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Home > Biosphere Reserves: Reconciling Biodiversity Conservation and Sustainable Development - Updated: 08-01-2003 2:11 pm
The World Network of Biosphere Reserves (currently, 408 sites in 94 countries) embodies a practical approach to one of the most important questions the world faces today: How can we reconcile conservation of biodiversity and biological resources with their sustainable use?  

Biosphere reserves are both concept and tool, taking shape as part of UNESCO's intergovernmental research programme on Man and the Biosphere(MAB) and representing a key component in its objective, which is to achieve a sustainable balance between the oftconflicting goals of conserving biological diversity, promoting human development while maintaining associated cultural values. Biosphere reserves are sites where this objective is tested, refined, demonstrated and implemented The first biosphere reserves were designated in 1976 and by mid-2002 the network which they constitute comprises 408 reserves in 94 countries.

As the core of the MAB Programme, biosphere reserves are infused with its basic philosophy. The emphasis is on humans as an integral andfundamental part of the biosphere; on integrated approaches to the study, assessment and management of large-scale ecological systems subject to human impact; and on development of a continuum of scientific and educational activity to underpin sustainable resource management.

Nominated by governments, biosphere reserves are areas of terrestrial, coastal or marine ecosystems that are internationally recognized under UNESCO's MAB Programme. Each biosphere reserve is intended to fulfil three complementary functions. Its conservation function is to protect those genetic resources, species, ecosystems and landscapes which require protection. Its development function is to foster sustainable economic and human development compatible with the first function. Its logistic function is to facilitate demonstration projects, environmental education and training, research and monitoring in support of the first two functions.

Ideally, each biosphere reserve should contain three elements. First, there must be one or more core areas - securely protected sites for conserving biological diversity, monitoring mini-mally disturbed ecosystems, and undertaking non-destructive research and other low-impact uses. Next is a clearly identified buffer zone, which usually surrounds or adjoins the core areas and is used for co-operative activities compatible with sound ecological practices. Last is a flexible transition area which may contain a variety of agricultural activities, settlements and other uses, and in which localcommu-nities, management agencies, scientists, non-governmental organizations, cultural groups, economic interests and other stakeholders work together to manage and sustainably develop the area's resources.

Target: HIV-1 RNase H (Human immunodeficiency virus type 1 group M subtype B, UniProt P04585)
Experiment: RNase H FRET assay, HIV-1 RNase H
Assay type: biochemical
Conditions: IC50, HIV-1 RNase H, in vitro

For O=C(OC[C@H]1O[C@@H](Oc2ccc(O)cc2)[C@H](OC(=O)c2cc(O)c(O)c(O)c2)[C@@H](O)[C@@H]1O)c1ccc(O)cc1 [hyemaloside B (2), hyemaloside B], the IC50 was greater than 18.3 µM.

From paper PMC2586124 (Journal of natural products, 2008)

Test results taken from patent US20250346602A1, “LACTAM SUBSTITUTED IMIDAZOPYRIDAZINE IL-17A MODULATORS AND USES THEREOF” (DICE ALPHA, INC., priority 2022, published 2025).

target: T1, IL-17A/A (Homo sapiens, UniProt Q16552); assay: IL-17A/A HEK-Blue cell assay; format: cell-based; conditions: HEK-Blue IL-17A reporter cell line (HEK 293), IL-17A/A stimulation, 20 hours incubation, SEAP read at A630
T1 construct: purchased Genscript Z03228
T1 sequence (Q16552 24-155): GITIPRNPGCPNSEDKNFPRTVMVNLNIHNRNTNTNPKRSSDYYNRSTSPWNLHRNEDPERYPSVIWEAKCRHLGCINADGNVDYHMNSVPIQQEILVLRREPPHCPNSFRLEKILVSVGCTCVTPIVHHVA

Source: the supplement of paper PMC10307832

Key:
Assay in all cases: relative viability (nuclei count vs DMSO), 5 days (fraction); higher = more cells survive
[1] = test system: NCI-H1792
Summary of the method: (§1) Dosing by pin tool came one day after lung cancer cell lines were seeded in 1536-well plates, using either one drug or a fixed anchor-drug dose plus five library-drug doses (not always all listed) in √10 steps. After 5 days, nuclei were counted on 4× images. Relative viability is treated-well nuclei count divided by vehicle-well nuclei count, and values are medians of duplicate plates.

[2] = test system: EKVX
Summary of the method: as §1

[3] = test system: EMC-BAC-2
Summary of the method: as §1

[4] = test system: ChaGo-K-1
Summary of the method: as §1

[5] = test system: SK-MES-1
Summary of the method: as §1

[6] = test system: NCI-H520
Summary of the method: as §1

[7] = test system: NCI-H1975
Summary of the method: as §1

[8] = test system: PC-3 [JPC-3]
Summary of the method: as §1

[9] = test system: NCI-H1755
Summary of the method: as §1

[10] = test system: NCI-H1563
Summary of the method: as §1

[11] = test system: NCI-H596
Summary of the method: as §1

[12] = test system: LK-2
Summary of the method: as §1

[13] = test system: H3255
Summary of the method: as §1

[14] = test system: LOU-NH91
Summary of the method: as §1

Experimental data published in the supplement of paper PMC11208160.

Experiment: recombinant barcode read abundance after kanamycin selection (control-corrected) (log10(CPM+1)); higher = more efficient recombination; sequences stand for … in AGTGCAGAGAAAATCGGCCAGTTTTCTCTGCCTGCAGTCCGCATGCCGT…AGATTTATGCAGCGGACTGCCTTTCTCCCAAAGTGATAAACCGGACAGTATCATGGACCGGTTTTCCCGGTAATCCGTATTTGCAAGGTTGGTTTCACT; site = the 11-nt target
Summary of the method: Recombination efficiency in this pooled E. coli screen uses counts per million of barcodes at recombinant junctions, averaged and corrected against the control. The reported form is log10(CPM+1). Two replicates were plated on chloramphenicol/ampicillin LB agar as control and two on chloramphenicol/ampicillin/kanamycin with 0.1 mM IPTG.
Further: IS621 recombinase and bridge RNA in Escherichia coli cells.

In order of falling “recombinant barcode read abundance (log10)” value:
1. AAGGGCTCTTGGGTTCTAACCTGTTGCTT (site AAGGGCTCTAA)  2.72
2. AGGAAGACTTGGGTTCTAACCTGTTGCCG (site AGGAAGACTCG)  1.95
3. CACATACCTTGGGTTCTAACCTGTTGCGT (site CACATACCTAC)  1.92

In a biosphere reserve, the concept of zoning is closely associated with the idea of seeking to develop the protected area as an integral part of the bio-regional landscape. Experience has underscored the importance of avoiding the conversion of reserves into sharply defined islands in a landscape. Rather, the reserve needs to be attuned to what is occurring in its broader setting and seek to modify negative influences.. Each biosphere reserve is a part of a regional landscape and is exposed to many of the same disturbances, pressures and variable management affecting that landscape. If a certain level of influence and control, even though limited, can be achieved over what is happening in the reserve's surroundings, the possibilities are improved for the biosphere reserve to maintain its biodiversity and to take on the function of a site of excellence for exploring and demonstrating approaches to conservation and sustainable development on a regional scale. Crucial here is using biosphere reserves to involve local people in conservation and to fulfil national commitments under international conventions and other agreements.

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